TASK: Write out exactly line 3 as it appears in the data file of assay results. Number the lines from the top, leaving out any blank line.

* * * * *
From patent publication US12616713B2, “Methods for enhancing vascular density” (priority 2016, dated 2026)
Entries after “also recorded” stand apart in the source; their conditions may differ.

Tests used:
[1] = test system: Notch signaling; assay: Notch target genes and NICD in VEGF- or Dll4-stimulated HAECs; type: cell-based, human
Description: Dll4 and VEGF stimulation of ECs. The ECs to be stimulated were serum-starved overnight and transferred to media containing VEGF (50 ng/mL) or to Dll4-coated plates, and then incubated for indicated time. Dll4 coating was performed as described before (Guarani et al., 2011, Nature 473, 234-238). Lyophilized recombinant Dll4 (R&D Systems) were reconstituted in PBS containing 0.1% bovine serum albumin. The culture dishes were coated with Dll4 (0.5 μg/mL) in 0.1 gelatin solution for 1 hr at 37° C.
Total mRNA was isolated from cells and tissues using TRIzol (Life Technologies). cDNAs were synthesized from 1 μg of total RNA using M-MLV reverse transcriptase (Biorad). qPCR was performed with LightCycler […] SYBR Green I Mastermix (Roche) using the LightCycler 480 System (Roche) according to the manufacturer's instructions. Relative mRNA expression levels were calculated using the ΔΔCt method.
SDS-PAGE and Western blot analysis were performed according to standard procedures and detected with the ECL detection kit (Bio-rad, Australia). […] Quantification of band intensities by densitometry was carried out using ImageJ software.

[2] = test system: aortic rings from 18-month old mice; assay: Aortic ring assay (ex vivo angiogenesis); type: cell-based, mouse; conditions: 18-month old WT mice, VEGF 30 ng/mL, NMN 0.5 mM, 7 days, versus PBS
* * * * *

Tests used: